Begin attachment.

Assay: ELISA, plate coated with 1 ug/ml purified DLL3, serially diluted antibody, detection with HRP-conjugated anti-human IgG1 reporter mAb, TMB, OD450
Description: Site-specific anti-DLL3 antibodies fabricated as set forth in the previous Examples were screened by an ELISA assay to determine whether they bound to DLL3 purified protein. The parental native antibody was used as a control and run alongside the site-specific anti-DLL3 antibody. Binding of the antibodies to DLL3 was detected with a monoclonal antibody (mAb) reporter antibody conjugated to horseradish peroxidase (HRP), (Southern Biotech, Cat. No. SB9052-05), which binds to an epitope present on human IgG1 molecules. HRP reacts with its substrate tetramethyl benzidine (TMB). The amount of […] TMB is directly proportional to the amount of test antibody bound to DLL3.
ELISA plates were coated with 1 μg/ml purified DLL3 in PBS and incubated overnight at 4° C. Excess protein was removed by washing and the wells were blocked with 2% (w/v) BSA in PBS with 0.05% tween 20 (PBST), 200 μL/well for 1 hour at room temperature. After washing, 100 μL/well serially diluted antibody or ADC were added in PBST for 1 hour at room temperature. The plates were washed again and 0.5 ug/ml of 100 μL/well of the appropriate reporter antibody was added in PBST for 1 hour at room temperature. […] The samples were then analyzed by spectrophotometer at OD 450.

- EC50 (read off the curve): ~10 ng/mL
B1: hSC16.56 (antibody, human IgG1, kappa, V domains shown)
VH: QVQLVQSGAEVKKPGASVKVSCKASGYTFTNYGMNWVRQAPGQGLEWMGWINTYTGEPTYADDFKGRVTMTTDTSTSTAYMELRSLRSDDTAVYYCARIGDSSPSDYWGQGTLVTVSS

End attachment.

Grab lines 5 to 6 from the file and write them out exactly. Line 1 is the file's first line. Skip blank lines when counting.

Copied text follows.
B1: hSC16.56 (antibody, human IgG1, kappa, V domains shown)
VH: QVQLVQSGAEVKKPGASVKVSCKASGYTFTNYGMNWVRQAPGQGLEWMGWINTYTGEPTYADDFKGRVTMTTDTSTSTAYMELRSLRSDDTAVYYCARIGDSSPSDYWGQGTLVTVSS